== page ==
Proper People Once

Discussion in 'Current Affairs, News and Analysis' started by Biscuits_AB, Oct 19, 2006.

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  1. I don't know if it's the subject of another thread, but has anyone else been following the ITN news series of reports concerning ex service personnel and the Governments betrayal of them?

    The parting shot from the homeless ex Sapper who was interviewed in a Soho doorway for tonights broadcast that 'people like him shouldn't be ignored as they were proper people once', left me choked. Never came so close to crying in front of my kids before.
  2. Wasn't Prince Charles threatening to set up a charity similar to his princes trust for ex service men a while ago?
  3. 'Proper people, once'. A grim and disturbing story.

    I've always admired the tremendous support of Regimental Associations and the Legion. They are superb organisations, providing a 'family' and comradeship for many. It's sad that they seem to find it difficult to recruit new, younger members.

    Maybe times change, and it's true that our forces have diminished in size, but the principle of always looking out for - and after - your fellow soldiers (yes, and sailors and airmen) should never change.

    Perhaps we can all help, by supporting these ex-forces associations. Many of them have local branches. After all, most of us were - or are - proud to wear the badge.
  4. What happens to your 'days pay' scheme? Where does that money go? For some of us that sum was in the region of £100. For others, it could be as little as £30 (all dependant upon rank). Coming from a Corps with over 2000 pers, ranging from LCpl to Brig, that's a lot of money.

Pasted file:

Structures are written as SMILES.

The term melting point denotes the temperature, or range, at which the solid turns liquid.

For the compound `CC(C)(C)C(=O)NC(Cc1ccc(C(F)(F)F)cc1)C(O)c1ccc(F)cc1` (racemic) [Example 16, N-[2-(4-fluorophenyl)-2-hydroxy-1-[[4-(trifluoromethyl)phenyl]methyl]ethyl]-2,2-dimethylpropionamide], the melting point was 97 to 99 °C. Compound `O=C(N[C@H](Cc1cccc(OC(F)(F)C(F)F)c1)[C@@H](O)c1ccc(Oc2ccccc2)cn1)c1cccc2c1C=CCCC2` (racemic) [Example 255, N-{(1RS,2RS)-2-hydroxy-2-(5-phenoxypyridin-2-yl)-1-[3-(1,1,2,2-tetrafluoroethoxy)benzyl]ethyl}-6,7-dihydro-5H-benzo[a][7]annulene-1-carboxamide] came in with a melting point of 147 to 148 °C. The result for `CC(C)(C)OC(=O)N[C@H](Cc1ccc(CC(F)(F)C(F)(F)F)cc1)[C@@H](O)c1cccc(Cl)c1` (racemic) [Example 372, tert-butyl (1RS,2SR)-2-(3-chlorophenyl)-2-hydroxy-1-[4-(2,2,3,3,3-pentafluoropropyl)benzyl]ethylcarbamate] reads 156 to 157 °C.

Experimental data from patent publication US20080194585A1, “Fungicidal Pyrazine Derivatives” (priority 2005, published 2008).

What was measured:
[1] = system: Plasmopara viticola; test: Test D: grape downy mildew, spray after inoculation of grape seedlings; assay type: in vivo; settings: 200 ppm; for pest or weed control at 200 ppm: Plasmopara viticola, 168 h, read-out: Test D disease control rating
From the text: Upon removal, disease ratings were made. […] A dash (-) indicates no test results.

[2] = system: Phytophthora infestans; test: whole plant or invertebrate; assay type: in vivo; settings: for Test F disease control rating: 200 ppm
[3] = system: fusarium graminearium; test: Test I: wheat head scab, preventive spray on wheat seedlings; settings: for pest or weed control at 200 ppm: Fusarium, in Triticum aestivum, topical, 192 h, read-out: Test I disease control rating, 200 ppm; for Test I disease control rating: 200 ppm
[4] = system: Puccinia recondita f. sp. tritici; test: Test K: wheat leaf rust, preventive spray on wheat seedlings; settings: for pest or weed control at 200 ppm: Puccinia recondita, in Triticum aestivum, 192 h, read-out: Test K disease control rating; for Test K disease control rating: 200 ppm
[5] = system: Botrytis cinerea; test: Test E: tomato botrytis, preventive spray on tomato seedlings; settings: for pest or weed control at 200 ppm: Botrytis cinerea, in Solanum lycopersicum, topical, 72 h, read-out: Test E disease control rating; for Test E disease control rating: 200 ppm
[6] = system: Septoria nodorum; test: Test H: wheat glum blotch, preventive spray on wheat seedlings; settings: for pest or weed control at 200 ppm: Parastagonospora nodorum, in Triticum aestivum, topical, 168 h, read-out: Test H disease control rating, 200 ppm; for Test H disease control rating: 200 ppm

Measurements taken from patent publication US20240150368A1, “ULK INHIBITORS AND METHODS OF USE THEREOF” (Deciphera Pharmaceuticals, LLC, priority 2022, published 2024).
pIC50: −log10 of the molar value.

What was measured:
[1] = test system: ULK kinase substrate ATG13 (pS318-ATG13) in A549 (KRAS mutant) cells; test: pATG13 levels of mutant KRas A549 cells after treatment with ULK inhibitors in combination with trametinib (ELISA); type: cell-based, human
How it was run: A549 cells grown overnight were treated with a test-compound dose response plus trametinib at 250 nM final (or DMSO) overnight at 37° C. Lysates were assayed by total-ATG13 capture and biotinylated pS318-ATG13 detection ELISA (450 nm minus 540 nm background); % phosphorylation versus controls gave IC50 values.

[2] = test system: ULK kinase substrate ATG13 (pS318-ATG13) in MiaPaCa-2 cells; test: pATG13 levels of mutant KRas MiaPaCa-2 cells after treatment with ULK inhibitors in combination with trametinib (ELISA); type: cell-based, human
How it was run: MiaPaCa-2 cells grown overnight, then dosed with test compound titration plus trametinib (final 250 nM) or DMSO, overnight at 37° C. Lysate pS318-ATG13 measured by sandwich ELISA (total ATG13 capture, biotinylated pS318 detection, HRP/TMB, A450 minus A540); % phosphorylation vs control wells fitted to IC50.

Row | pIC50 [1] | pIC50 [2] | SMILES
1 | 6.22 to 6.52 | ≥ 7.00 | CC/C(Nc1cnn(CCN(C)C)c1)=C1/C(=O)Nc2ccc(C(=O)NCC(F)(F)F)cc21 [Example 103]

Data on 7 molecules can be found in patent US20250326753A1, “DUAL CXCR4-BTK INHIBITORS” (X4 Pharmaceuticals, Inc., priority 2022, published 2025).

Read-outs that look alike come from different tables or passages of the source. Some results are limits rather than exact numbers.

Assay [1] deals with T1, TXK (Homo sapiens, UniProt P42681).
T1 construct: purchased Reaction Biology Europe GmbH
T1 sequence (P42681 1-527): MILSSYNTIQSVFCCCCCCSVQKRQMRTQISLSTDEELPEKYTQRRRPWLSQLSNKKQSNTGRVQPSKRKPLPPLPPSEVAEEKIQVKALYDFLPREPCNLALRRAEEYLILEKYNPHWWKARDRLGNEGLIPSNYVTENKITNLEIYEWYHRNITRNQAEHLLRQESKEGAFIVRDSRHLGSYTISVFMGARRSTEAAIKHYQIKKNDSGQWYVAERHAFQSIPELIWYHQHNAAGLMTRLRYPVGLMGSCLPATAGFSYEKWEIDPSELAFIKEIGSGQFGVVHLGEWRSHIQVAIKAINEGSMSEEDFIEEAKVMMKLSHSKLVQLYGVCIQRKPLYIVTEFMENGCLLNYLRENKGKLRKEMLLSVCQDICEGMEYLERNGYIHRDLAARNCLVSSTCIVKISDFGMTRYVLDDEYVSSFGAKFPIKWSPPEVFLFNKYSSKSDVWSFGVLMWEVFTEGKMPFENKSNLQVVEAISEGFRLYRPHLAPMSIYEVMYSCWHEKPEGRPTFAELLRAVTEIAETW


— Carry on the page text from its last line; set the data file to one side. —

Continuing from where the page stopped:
Where does all of that money go? I was told it was there to help those who left and fell upon bad times. I only know of one person who received 'a loan' from the Regt Assoc in my entire 22yrs service. That was a loan. He had to pay it back and the decision as to whether he got that 'loan' was down to some retiired Colonel who'd never seen a bad day in his life and who wouldn't know what the inside of a dole office looked like.

    I often wonder what happens to that money. It's a lot of cash over a year and if invested properly, thats a lot of interest. Now, how many soldiers in all, pay into this 'scheme'.
  5. Probably because they have very little appeal to young soldiers as they are more often that not run by people who think that they are still serving and who are living in a different world from the younger soldiers of today. As someone who did a full 22yrs, I also feel that I have very little in common with Col (Ret'd), Maj (Ret'd) etc and avoid such institutions as they are places where some try to live out their career all over again. That's not to say that all are ike that but those who are are very influential and use their 'retired' status to get their own way. You can see it written all over the faces of the Commitee. It's akin to being an SO2 having an a Ret'd Lt Col MSF SO3 work 'below' you. Who's working for who?
  6. Wish he would!
  7. I have just read, in a Corps journal, the Committee of one association complaining that they rarely receive letters of thanks from 'those who receive benevolence'.

    My own dealings with associations, on behalf of soldiers, is mixed. Some are quick to respond and keen to help, whilst others are as Biscuits describes - run by retired officers trying to run the organisation as if it were their former regiment.

    Unfortunately many ex-service organisations see Maj (Retd) as the ideal qualification for working with them, and they become self-perpetuating havens for retired officers.